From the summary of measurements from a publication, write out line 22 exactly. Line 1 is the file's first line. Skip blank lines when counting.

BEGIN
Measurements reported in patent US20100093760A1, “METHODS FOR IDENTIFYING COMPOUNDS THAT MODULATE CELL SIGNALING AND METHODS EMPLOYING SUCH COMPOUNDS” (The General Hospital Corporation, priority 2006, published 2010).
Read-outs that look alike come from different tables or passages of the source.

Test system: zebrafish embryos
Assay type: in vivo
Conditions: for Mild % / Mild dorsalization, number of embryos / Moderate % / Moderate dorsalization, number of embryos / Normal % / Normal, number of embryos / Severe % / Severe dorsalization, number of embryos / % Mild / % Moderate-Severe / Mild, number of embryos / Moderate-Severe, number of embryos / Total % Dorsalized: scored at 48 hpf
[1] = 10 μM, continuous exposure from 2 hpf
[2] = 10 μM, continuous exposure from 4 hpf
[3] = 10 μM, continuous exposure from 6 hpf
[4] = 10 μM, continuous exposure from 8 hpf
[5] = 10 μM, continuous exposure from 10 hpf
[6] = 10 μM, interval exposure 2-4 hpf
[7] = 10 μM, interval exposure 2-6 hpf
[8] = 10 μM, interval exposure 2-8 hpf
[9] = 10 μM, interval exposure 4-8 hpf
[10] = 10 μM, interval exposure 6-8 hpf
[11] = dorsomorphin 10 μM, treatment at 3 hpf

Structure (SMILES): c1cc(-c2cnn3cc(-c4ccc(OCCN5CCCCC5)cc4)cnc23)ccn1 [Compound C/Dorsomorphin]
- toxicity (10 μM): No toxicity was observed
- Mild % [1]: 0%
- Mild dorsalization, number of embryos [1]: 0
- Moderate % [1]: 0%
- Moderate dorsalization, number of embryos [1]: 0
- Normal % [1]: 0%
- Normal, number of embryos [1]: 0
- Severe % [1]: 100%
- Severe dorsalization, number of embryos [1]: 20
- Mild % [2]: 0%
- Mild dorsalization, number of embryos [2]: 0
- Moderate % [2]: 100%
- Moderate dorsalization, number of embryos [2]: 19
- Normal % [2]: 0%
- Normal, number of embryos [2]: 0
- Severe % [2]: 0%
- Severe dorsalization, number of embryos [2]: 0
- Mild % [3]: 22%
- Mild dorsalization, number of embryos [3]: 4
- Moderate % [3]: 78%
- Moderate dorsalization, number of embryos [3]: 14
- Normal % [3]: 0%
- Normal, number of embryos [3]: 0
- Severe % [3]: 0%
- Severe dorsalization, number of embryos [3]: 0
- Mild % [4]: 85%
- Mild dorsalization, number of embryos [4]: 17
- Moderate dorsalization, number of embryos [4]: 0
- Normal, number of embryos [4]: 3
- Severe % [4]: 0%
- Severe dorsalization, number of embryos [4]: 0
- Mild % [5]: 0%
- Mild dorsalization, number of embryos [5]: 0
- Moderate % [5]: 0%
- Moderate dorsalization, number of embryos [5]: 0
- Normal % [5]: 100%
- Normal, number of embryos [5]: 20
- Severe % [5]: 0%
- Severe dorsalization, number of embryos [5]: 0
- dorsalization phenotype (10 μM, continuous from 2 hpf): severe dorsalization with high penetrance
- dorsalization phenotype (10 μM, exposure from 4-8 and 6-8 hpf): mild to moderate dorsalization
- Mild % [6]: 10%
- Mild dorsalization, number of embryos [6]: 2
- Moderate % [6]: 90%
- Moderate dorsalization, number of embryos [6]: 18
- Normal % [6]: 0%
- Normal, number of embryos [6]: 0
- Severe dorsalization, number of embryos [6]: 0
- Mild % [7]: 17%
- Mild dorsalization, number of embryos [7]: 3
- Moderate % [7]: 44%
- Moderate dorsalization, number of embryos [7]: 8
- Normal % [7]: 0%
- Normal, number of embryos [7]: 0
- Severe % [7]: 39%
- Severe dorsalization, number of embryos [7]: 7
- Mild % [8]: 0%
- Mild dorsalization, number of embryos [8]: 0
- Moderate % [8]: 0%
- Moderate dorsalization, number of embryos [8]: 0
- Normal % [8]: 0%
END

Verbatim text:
- Moderate dorsalization, number of embryos [1]: 0